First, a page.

13. 13. Expert Systems • Screening process designed by substantive experts • Interviewer diagnoses client situation and suggests next steps • Social worker is on hand to help facilitate and navigate
  14. 14. Future steps • Eventually incorporate e-filing • Broaden subject areas • Generate Statistical Data, Analysis and Reports
  15. 15. Tools of Choice Marc Lauritsen July 2014
  16. 16. Going beyond databases, document assembly, guided interviews, and expert systems Supporting choice requires
  17. 17. Databases are great for • Gathering, storing, and retrieving information • Searching and finding information • Not just numbers and texts, but images, sounds, video, … • Statistics, reports
  18. 18. Document assembly is great for • Creating customized documents and forms • Intelligent questionnaires and checklists • Information gathering • Individualized guidance
  19. 19. A2J guided interviews are great for • Gathering information needed for document assembly, case intake, or other purposes • Audio, video, images • Making online resources more accessible • Individualized guidance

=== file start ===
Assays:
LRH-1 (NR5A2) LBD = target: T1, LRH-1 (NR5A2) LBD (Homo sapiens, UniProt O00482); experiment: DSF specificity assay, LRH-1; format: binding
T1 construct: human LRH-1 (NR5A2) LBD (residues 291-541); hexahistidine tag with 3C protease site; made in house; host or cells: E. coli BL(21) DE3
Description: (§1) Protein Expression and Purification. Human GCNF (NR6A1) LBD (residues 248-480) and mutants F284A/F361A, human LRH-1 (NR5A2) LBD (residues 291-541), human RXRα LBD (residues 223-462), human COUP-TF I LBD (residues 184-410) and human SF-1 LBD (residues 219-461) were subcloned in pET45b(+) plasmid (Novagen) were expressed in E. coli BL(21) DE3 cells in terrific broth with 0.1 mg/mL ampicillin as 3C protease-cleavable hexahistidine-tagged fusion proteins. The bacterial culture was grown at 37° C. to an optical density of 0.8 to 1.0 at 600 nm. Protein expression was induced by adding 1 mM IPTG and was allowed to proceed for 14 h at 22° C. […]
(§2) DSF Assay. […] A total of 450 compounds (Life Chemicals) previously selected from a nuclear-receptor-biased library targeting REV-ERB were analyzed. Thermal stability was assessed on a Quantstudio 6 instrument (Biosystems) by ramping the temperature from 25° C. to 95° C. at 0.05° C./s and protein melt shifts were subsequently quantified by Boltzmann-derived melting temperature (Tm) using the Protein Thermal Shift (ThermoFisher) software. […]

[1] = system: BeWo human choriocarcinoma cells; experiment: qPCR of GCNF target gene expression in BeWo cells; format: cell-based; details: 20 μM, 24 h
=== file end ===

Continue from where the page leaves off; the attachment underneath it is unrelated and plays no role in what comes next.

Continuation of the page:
20. 20. Expert systems are great for • Rule-based reasoning (backward and forward chaining) • Non-procedural (‘declarative’) knowledge • Explanation • Individualized guidance
  21. 21. But None of these are particularly good for helping people make choices
  22. 22. Choices involve competing values and perspectives They’re not algorithmic You can’t look up or compute the answer
  23. 23. Law-related Choices Clients and Self-helpers • Ways to deal with legal problems • Lawyer/firm selection • Business decisions • Entity type • Hiring/firing • Employee/contractor • Compliance, risk management • Negotiation and settlement Professionals • What position to take, what advice to give • Case triage • Litigation • Where to file • What witnesses to call • What arguments to make • Business • What software or hardware • What vendors/consultants • Who to hire